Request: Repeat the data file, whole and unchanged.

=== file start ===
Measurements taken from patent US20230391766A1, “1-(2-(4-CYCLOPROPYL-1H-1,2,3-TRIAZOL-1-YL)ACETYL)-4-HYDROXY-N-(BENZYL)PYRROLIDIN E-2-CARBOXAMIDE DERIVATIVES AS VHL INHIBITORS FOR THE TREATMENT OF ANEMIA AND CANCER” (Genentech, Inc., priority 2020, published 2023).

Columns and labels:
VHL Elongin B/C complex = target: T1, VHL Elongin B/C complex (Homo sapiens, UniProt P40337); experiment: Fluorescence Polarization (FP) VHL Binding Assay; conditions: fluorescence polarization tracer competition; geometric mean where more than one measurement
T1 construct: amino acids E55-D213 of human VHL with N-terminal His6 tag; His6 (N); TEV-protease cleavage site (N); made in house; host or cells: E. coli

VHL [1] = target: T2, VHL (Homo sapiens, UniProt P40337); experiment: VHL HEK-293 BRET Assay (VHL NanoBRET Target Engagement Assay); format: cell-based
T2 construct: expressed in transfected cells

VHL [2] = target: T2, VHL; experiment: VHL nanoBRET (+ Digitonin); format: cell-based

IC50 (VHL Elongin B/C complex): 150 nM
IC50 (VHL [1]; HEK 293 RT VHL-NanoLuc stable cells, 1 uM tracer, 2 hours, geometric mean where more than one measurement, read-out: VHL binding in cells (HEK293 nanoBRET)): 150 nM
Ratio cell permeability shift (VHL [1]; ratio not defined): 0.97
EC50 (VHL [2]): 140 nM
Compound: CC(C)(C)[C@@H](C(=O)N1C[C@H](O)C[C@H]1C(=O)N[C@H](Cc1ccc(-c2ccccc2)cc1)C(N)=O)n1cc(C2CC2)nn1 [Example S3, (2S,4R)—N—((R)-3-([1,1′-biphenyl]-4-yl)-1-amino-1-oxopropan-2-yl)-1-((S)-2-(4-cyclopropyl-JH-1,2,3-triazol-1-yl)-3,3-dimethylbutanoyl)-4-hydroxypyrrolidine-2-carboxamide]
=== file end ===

Measurements taken from patent US20230391766A1, “1-(2-(4-CYCLOPROPYL-1H-1,2,3-TRIAZOL-1-YL)ACETYL)-4-HYDROXY-N-(BENZYL)PYRROLIDIN E-2-CARBOXAMIDE DERIVATIVES AS VHL INHIBITORS FOR THE TREATMENT OF ANEMIA AND CANCER” (Genentech, Inc., priority 2020, published 2023).

Columns and labels:
VHL Elongin B/C complex = target: T1, VHL Elongin B/C complex (Homo sapiens, UniProt P40337); experiment: Fluorescence Polarization (FP) VHL Binding Assay; conditions: fluorescence polarization tracer competition; geometric mean where more than one measurement
T1 construct: amino acids E55-D213 of human VHL with N-terminal His6 tag; His6 (N); TEV-protease cleavage site (N); made in house; host or cells: E. coli

VHL [1] = target: T2, VHL (Homo sapiens, UniProt P40337); experiment: VHL HEK-293 BRET Assay (VHL NanoBRET Target Engagement Assay); format: cell-based
T2 construct: expressed in transfected cells

VHL [2] = target: T2, VHL; experiment: VHL nanoBRET (+ Digitonin); format: cell-based

IC50 (VHL Elongin B/C complex): 150 nM
IC50 (VHL [1]; HEK 293 RT VHL-NanoLuc stable cells, 1 uM tracer, 2 hours, geometric mean where more than one measurement, read-out: VHL binding in cells (HEK293 nanoBRET)): 150 nM
Ratio cell permeability shift (VHL [1]; ratio not defined): 0.97
EC50 (VHL [2]): 140 nM
Compound: CC(C)(C)[C@@H](C(=O)N1C[C@H](O)C[C@H]1C(=O)N[C@H](Cc1ccc(-c2ccccc2)cc1)C(N)=O)n1cc(C2CC2)nn1 [Example S3, (2S,4R)—N—((R)-3-([1,1′-biphenyl]-4-yl)-1-amino-1-oxopropan-2-yl)-1-((S)-2-(4-cyclopropyl-JH-1,2,3-triazol-1-yl)-3,3-dimethylbutanoyl)-4-hydroxypyrrolidine-2-carboxamide]